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A healthy organization is characterized by diversity, constructive debate, and a culture of inclusion.

However, the biggest obstacle on the road to building such an organization is behavior that comes from our own unconscious minds – bias. The only way to change and avoid these behaviors is to really understand where they’re coming from and why. 

If you want to create an organization with diversity, constructive debate, and a culture of inclusion, combating implicit bias in the workplace is essential. Insidious biases can slip into our decision-making processes without us even realizing it. The only way to change and avoid these behaviors is to really understand where they’re coming from and why. By recognizing and addressing these implicit biases head-on, organizations can foster a workplace culture that is more fair, inclusive, and ultimately more successful. 

Let’s talk about our unconscious mind   

Your mind is capable of so much more than you realize, and one aspect of it is the unconscious mind. This aspect is so powerful that it has the ability to shape and influence how we see and interpret the world around us. 

While it may not intentionally discriminate, it often makes snap judgments and categorizes people and things based on patterns it has built.  As humans, we have a natural tendency to identify patterns, which is crucial in our daily decision-making. However, it’s important to keep in mind that this ability can also result in biases that favor individuals who share similar traits with us. 

For example, if we are constantly exposed to portrayals of certain social groups as hardworking or ambitious, our unconscious mind may develop biases that influence our perception of those groups.  

As we aim to develop greater awareness of our biases, it becomes crucial to educate ourselves about the workings of our unconscious mind. By recognizing when our patterns might be leading us astray, we can navigate through life with more intention and purpose. 

The damage bias creates in the workplace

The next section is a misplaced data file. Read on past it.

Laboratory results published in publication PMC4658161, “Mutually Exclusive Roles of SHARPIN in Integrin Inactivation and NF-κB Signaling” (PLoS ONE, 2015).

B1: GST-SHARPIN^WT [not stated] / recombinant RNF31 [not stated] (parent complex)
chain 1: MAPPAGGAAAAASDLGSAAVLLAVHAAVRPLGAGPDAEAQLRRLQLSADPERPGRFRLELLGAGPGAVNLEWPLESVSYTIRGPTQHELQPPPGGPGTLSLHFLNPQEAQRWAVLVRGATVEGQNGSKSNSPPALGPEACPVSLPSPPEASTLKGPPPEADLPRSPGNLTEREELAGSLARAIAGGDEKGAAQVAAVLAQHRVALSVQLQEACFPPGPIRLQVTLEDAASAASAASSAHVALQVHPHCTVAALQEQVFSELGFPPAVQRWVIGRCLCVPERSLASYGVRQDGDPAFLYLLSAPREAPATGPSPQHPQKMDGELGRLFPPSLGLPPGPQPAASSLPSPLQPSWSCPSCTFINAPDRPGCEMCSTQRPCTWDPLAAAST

We all like to think that our decisions and actions are based solely on logic and objective reasoning.

Unfortunately, bias – whether intentional or subconscious – can negatively impact our organizations in a variety of ways. It inhibits collaboration and creativity, dampens performance, creates an unsafe environment, and can lead to micro behaviors that ultimately make people feel excluded.  

Research has shown that professionals in large companies who experience bias are more likely to withhold ideas, disengage, and quit. This is because they feel their contributions are not valued or appreciated, leading to a lack of motivation and engagement. A study conducted by the Harvard Business Review found that when employees experienced bias, they were more likely to leave their job within two years. The study also found that those who experienced bias were less likely to share their ideas or participate in team activities. 

In addition, relying on the bias for hiring, promoting, or creating leadership teams can stifle growth, limit diversity, and prevent your organization from reaching its full potential. By acknowledging and proactively addressing bias, organizations can create a more inclusive and prosperous future. 

Bias be gone: combating our unconscious mind  

It’s easy to underestimate the impact of bias on our everyday lives. Whether we are aware of it or not, bias can drastically shape our perceptions and beliefs, leading us to make decisions that may not align with our true values. This is especially true in professional settings, where our biases can heavily impact organizational culture, employee morale, and equity. 

To tackle this issue, it’s essential to examine our thoughts and emotions and root out unconscious biases through self-reflection. However, reducing bias also requires us to step back from snap decisions and consider them through multiple lenses. That means we must slow down our decision-making process and take various perspectives and arguments into account. 

Encouraging open expression is equally important because it helps build an inclusive and empowered atmosphere, one where every voice can be heard and recognized. Team-wide discussions can also provide valuable insights into how our biases impact our decision-making processes and reveal new avenues of thinking that employees may not have previously considered. 

Overall, investing in strategies that tackle bias head-on can yield fruitful results, such as more productive discussions, better brainstorming sessions, and ultimately, a more equitable and fair working environment. It is important to approach these discussions with an open mind and a willingness to learn. We can also seek out training and resources to help us better understand our biases and how to overcome them. 

Combating implicit bias is essential to creating a more diverse and inclusive workplace. By understanding what implicit bias is, identifying and measuring it, and implementing strategies to combat it, we can create a workplace culture that values and promotes diversity and inclusion. Committing to continual improvement and holding ourselves and others accountable can create a more equitable and successful workplace for everyone. 

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Country Navigator
Post by Country Navigator
Nov 16, 2023 12:51:42 PM